By Erin Chew, AsAmNews Staff Writer
It is an alarming statistic that there have been over 1,000 reports of hate incidents ranging from racial slurs to spitting to physical assaults against Asian Americans over the past few weeks. All of this racism and hate has been spurred on by the racial backlash coming out of the COVID-19 Coronavirus pandemic. Many Asian Americans who once felt that America is their home, now feel like outsiders and fearful of what may happen to them if and when they head outside to do their grocery shopping, go to work or even just taking a leisurely stroll. It is disappointing that a society which is prides itself as being the “land of the free” is now becoming a hostile environment for anyone who looks Asian.
Just days ago, a Chinese American father and 2 young sons was stabbed in Midland, Texas, and there are many other news reports of physical assaults against Asian Americans all because of this virus pandemic. But, there is hope at the end of the tunnel, with activists, celebrities, influencers, community organizations and groups coming out and speaking out against this hate and racism.
The #washthehate campaign is one of these campaigns which provides a platform for all Asian Americans to stay vigilant and united throughout this difficult period. It is a campaign started by media company IW Group with the purpose of featuring “Asian American artists, leaders and influencers sharing personal stories about the pandemic’s impact on their community”.
The campaign kicked off Wednesday, March 18 with a series of videos posted to various social media platforms including Instagram, Facebook and Twitter. The clips feature participants washing their hands, according to CDC recommendations, while sharing personal stories about how the coronavirus has impacted their lives. #WashTheHate also invites the public to share their own experiences while promoting proper hand washing; which experts regard as the first defense against the virus. For more information, visit www.washthehate.com.
Telly Wong, Senior Vice President and Chief Content Officer at IW Group, told AsAm News that:
“The campaign itself was a result of seeing the growing number of reports of hate crimes in America against Asian Americans, and many of these hate crimes are taking place in my home state of New York. It is not just one isolated case it is literally happening several times a week, so really something needs to be done about it.”
“The purpose of the #washthehate campaign is to unify different voices around this issue. I remember growing up in New York and seeing cases of Chinese delivery men being robbed and killed and no one in the mainstream really cared much about it. This campaign is not just for all Asian Americans but it is also one which is personal to myself.”
One of the celebrities who have teamed up with IW group on this campaign is Tzi Ma (The Farewell, Mulan). AsAmNews had the opportunity to speak with Ma on this campaign as well as get his thoughts around the incident of racism Ma faced himself at a Pasadena Wholefoods Market recently. Ma tells us that this campaign is personal for him and he hopes that it can be a springboard to elevate the voices for Asian Americans. He also stated that what is currently happening is just a symptom of the bigger issue around racial dynamics in America.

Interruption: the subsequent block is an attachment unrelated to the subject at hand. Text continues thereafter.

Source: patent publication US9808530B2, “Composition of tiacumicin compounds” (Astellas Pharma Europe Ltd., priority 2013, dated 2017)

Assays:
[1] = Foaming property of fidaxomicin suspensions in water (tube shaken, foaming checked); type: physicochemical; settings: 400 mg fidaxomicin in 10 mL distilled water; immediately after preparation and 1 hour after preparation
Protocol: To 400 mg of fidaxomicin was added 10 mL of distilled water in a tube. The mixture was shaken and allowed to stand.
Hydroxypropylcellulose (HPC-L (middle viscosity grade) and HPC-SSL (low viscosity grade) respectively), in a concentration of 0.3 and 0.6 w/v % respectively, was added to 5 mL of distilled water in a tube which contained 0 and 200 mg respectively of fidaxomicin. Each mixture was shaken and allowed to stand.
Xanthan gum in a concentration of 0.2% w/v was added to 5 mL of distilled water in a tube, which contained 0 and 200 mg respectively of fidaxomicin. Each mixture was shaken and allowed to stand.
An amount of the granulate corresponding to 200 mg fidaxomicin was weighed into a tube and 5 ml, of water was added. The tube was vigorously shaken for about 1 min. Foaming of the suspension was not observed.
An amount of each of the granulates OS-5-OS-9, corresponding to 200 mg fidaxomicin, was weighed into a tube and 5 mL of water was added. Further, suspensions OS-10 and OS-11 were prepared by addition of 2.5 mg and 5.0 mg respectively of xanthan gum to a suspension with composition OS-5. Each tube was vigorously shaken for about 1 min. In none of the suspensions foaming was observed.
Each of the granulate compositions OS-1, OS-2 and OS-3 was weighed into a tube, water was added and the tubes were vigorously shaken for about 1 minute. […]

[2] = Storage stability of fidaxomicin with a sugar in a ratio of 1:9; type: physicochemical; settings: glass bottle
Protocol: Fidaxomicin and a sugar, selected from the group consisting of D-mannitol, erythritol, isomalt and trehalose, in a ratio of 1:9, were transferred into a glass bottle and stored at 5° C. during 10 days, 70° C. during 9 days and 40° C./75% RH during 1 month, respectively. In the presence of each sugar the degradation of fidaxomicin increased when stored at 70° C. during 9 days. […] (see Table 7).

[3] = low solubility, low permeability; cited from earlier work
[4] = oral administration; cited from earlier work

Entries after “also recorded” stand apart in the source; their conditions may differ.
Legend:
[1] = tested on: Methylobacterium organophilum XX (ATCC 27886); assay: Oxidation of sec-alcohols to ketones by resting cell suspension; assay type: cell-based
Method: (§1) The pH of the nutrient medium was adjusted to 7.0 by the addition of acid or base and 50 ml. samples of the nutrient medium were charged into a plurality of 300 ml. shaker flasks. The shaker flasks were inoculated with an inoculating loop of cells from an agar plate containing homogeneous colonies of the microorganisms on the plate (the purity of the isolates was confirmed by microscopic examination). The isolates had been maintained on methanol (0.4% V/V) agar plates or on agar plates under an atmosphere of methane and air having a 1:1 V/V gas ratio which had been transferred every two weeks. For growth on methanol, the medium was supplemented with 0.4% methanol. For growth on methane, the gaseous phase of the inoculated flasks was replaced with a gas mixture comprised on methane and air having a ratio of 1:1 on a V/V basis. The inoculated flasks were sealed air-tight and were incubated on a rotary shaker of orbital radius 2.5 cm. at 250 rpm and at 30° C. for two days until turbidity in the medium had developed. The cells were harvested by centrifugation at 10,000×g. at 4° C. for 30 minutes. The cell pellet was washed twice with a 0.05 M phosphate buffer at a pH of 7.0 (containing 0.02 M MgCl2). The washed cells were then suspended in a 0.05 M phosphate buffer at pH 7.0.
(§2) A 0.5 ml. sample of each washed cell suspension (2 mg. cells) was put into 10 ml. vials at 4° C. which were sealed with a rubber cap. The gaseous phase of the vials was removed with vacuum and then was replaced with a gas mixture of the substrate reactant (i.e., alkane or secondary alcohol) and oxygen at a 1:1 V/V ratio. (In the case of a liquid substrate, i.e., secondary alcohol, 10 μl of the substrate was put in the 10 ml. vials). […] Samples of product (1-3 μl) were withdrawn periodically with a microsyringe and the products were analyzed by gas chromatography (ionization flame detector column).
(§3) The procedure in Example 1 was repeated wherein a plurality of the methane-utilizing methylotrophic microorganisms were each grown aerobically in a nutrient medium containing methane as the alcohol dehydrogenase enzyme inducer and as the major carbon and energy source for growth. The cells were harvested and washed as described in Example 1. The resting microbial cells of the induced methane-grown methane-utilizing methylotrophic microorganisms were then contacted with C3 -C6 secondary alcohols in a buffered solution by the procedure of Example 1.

“I am not surprised as to what is happening. We are a country which is good at scapegoating and finding someone to blame, and unfortunately, we Asians are always at the receiving end of this. This is not just happening now, but has been happening since the Chinese Exclusion Act of 1882.”
Ma, also shared with us on how he felt after being racially discriminated at the Pasadena Wholefoods Market:
“Well, I don’t feel good about it. It literally violated me as a person and your world is turned upside down. I reacted to the incident after I recovered from it and I literally screamed and yelled at the guy who did this to me, but by the time I did, he was long gone. However, I will run into him again and see him again. I remember him and if he frequents that store like I do, he will see his day and justice will be served. “
Finally, touching on the comments President Trump made that COVID-19 Cornavirus should be called the “Chinese virus” because that is where it originated from. Obviously, these words are unacceptable and no matter how people see Trump, his words go beyond borders and becomes an echo chamber. We spoke to actress Celia Au (Wu Assassins) about these comments. Like Ma, Au is proudly part of the #washthehate campaign and is passionate in using her platform for this campaign to ensure all voices are head. Au expressed that Trump’s words are not the words of a “true leader”:
“Our leaders are meant to lead and set a good example, so if they give the wrong message it is us Asians and any other communities of color who get the racial backlash.”
“I think the racism against Asians has been bubbling for awhile now in America, like we know there are people in this country who don’t like us Asians, but most people didn’t attack us racially because they know its wrong and that the good parts of society won’t accept it. But right now that has totally changed and for our leaders like Trump to call it out by name just gives permission for people to commit this racism.”
#washthehate campaign is one which is interactive with everyone being encouraged to hashtag their twenty second video of them washing their hands and talking about the pandemic and how we need to stop the racism. If you are not the type to put yourself out there in a video, it is encouraged that you share the videos to your network and engage with the IW Group in sharing with them any stories of racism and hate yourself, or someone else you know have experienced. Here is the website again for you to click on and explore.
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